BUDGET BILLS: Lawmakers Closer To Agreement
State lawmakers are on their second week of overtime. They can’t leave until they work out their differences on several funding measures. One of them is Education Appropriations.
“We’ve wasted a lot of time during session, there was the governor’s amount for education, there was the senate’s amount for education, there was a the house amount for education,” Rep. Cindy Winckler (D) Davenport.
Winckler says finding common ground between all three proved to be a challenge, but it looks like the ten members of the Education Appropriations Conference Committee did it.
“Out of our 11 budgets, there are only three that have been agreed to, so we have a lot of processes like this,” says Winckler.
Lawmakers can cross Judicial, Transportation and Supplemental budgets off their list. That leaves budgets for Agriculture, Economic Development, Justice and Health and Human Services.
“Those of us on conference committees, we’ve been on standby or in the capitol,” says Rep. Joel Fry (R) Osceola.
Fry sits on the Health and Human Services Conference Committee. Lawmakers are working with more than a billion dollars.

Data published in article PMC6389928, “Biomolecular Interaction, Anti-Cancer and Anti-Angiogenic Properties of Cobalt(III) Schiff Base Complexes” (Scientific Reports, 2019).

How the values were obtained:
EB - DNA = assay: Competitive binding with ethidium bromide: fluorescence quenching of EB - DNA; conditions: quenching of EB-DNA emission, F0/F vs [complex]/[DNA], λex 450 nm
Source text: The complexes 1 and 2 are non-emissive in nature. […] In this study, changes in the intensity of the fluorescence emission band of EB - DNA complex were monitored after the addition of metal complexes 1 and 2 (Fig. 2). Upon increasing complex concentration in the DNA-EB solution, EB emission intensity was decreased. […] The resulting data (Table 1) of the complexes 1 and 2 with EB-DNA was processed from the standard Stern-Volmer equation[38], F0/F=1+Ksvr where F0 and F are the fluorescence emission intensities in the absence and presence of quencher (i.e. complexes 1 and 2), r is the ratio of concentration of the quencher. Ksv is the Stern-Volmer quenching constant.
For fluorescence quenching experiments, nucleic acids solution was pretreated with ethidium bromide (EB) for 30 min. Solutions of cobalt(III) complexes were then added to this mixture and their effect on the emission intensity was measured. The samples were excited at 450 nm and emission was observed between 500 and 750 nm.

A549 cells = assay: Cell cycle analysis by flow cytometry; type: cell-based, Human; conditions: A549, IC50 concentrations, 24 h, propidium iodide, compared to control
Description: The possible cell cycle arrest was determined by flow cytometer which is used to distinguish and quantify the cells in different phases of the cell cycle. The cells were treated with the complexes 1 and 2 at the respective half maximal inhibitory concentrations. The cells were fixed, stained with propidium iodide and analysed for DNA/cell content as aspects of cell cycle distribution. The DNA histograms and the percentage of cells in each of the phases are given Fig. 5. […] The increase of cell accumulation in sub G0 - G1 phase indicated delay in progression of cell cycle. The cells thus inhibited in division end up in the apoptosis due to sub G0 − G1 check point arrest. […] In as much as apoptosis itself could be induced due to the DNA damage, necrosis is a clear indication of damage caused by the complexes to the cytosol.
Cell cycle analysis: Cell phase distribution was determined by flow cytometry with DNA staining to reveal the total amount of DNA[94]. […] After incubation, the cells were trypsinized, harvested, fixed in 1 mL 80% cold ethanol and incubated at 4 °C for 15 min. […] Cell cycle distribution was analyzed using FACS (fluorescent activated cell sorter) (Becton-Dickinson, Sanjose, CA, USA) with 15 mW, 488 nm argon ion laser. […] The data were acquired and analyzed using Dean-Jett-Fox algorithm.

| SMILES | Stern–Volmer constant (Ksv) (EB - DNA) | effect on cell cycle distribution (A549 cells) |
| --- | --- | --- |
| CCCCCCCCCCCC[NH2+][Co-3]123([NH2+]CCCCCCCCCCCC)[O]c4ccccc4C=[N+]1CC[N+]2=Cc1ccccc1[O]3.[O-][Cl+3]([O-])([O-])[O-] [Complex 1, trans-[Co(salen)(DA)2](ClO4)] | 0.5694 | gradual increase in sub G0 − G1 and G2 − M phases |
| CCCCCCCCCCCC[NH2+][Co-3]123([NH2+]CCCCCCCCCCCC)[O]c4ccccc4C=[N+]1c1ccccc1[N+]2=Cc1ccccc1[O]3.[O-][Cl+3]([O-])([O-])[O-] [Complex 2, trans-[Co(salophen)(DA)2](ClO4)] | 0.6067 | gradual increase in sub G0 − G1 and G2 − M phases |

“We’re talking about a lot of money that goes to a lot of different directions, not just Medicaid, but many of the services vulnerable Iowans receive,” says Fry.
The committee will debate a controversial topic that ends to come up last-minute.
“We do have the conversation about state funded abortions or tax dollars going to abortions and that has yet to be debated it the conference committee,” says Fry.
The legislative session didn’t end Wednesday and likely won’t end Thursday either.
“I think we’re going to be further off than that,” says Winckler.
Property Tax, Medicaid and Education Reform all went to conference committees. Once the details are worked out, the bills will go to the House and Senate for a final vote.